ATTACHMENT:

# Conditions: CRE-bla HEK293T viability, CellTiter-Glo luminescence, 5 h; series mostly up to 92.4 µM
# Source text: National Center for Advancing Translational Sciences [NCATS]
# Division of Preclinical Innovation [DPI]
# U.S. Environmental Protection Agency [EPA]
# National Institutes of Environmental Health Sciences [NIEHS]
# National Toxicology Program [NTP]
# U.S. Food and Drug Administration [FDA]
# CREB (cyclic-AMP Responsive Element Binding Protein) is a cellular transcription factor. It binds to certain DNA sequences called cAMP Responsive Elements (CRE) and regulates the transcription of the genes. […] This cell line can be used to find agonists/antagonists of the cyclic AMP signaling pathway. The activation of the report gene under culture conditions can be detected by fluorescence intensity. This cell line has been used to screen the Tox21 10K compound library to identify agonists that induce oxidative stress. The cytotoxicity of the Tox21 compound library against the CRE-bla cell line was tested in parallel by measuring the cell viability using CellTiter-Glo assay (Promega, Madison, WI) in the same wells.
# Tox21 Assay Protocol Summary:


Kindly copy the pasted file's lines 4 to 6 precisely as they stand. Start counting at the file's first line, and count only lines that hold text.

# U.S. Environmental Protection Agency [EPA]
# National Institutes of Environmental Health Sciences [NIEHS]
# National Toxicology Program [NTP]